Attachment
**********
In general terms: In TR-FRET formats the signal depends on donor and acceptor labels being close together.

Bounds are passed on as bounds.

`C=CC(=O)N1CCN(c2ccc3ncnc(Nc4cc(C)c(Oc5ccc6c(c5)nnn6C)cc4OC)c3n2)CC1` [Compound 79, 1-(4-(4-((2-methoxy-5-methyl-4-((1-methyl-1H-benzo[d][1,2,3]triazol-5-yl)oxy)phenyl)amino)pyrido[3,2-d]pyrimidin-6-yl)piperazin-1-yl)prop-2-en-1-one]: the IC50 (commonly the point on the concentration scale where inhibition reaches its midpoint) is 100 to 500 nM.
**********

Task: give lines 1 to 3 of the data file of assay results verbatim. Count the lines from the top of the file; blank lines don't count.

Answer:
In general terms: In TR-FRET formats the signal depends on donor and acceptor labels being close together.

Bounds are passed on as bounds.

`C=CC(=O)N1CCN(c2ccc3ncnc(Nc4cc(C)c(Oc5ccc6c(c5)nnn6C)cc4OC)c3n2)CC1` [Compound 79, 1-(4-(4-((2-methoxy-5-methyl-4-((1-methyl-1H-benzo[d][1,2,3]triazol-5-yl)oxy)phenyl)amino)pyrido[3,2-d]pyrimidin-6-yl)piperazin-1-yl)prop-2-en-1-one]: the IC50 (commonly the point on the concentration scale where inhibition reaches its midpoint) is 100 to 500 nM.